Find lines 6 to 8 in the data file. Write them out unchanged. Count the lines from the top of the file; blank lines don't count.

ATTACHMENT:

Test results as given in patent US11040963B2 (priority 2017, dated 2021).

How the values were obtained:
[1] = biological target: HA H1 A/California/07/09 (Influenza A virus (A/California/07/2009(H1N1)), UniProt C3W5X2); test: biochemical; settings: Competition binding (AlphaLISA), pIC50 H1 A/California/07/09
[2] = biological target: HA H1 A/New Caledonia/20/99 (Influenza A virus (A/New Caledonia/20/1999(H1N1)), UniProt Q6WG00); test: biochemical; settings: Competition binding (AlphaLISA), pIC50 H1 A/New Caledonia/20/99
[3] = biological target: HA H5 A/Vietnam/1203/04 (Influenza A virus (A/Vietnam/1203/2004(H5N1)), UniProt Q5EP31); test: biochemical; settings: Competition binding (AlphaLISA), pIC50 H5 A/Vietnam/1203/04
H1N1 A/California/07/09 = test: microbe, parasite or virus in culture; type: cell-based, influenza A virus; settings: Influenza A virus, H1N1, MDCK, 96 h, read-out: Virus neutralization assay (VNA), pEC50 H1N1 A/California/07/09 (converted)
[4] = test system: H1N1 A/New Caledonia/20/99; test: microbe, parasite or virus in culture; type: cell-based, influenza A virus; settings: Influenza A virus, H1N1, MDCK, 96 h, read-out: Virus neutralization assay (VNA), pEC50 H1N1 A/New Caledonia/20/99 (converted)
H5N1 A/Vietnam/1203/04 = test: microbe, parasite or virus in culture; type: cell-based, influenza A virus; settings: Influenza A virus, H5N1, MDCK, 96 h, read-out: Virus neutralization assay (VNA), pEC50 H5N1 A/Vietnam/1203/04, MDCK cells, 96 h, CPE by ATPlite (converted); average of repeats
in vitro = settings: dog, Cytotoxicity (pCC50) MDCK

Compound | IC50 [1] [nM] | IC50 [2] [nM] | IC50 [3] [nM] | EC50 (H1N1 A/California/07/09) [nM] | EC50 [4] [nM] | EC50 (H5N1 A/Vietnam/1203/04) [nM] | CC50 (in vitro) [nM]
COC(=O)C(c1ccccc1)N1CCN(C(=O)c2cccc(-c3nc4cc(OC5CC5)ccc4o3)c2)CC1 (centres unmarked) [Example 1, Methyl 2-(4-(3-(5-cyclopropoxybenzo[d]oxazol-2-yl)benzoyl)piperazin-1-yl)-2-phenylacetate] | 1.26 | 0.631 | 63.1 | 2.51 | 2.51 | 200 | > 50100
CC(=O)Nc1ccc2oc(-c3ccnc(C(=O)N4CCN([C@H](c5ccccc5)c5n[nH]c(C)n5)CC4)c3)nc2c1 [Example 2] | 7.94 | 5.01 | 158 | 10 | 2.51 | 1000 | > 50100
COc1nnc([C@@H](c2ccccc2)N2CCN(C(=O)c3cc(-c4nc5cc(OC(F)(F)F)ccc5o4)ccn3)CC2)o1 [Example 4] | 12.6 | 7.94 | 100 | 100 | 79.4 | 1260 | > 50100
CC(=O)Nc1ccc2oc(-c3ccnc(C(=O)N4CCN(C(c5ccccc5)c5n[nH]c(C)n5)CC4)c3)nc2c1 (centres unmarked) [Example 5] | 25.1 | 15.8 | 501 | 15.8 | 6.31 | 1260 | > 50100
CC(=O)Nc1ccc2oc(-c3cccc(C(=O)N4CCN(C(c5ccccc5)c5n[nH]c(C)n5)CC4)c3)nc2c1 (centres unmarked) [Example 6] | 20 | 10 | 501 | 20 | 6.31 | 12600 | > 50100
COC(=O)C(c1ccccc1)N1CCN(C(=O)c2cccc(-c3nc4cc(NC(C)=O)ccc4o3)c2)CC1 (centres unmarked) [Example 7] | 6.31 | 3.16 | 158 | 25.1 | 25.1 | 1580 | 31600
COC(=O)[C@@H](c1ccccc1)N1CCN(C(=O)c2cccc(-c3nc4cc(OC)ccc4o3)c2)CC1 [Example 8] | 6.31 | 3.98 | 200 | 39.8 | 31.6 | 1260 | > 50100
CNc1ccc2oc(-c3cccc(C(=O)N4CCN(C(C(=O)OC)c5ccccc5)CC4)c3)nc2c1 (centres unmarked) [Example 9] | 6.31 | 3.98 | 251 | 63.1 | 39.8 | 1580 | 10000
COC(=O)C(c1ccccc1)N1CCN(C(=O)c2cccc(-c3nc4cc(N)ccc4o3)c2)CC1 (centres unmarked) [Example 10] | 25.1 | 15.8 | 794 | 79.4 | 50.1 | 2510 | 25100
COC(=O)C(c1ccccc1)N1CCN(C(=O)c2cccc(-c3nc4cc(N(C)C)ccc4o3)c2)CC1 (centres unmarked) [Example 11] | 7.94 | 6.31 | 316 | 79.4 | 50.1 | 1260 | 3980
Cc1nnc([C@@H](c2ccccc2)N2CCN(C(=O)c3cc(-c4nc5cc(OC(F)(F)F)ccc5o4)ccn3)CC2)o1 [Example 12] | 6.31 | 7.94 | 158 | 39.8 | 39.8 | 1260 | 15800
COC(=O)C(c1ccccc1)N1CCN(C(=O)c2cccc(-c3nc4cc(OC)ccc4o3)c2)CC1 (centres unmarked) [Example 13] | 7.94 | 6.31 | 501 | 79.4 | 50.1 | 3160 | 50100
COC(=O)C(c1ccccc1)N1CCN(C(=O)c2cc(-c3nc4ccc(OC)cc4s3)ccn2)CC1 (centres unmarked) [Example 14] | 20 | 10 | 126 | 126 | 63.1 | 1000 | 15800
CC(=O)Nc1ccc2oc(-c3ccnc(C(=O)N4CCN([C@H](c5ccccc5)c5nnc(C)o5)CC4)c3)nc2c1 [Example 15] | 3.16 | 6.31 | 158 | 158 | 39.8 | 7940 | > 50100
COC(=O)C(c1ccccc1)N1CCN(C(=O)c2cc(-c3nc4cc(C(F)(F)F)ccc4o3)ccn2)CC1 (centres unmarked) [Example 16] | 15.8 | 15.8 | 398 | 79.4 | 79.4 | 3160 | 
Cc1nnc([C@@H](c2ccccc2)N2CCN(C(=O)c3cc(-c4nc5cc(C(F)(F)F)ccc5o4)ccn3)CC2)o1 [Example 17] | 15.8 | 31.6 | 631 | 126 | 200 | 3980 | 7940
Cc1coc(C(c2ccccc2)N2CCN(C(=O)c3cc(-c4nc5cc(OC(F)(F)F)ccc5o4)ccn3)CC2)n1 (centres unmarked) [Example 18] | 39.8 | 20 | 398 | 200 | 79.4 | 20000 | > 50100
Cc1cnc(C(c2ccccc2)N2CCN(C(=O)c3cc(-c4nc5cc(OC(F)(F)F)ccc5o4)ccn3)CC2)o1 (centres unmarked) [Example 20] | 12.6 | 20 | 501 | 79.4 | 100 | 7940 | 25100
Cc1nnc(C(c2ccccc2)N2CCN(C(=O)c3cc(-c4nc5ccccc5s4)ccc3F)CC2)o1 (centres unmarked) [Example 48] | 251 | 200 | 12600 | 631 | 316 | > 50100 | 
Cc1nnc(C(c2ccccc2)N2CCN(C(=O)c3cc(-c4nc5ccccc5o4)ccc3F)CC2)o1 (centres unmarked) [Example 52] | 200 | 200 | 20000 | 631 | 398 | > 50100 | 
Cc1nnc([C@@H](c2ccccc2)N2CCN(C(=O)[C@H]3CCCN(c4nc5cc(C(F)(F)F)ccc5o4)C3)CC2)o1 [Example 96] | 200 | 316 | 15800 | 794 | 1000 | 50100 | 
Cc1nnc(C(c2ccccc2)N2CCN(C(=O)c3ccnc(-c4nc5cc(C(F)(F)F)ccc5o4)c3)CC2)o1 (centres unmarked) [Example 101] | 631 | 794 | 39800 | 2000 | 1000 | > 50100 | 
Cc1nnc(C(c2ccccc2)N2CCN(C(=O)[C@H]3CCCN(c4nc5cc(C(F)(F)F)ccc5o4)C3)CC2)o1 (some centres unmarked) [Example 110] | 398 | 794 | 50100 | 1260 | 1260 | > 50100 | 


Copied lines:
H1N1 A/California/07/09 = test: microbe, parasite or virus in culture; type: cell-based, influenza A virus; settings: Influenza A virus, H1N1, MDCK, 96 h, read-out: Virus neutralization assay (VNA), pEC50 H1N1 A/California/07/09 (converted)
[4] = test system: H1N1 A/New Caledonia/20/99; test: microbe, parasite or virus in culture; type: cell-based, influenza A virus; settings: Influenza A virus, H1N1, MDCK, 96 h, read-out: Virus neutralization assay (VNA), pEC50 H1N1 A/New Caledonia/20/99 (converted)
H5N1 A/Vietnam/1203/04 = test: microbe, parasite or virus in culture; type: cell-based, influenza A virus; settings: Influenza A virus, H5N1, MDCK, 96 h, read-out: Virus neutralization assay (VNA), pEC50 H5N1 A/Vietnam/1203/04, MDCK cells, 96 h, CPE by ATPlite (converted); average of repeats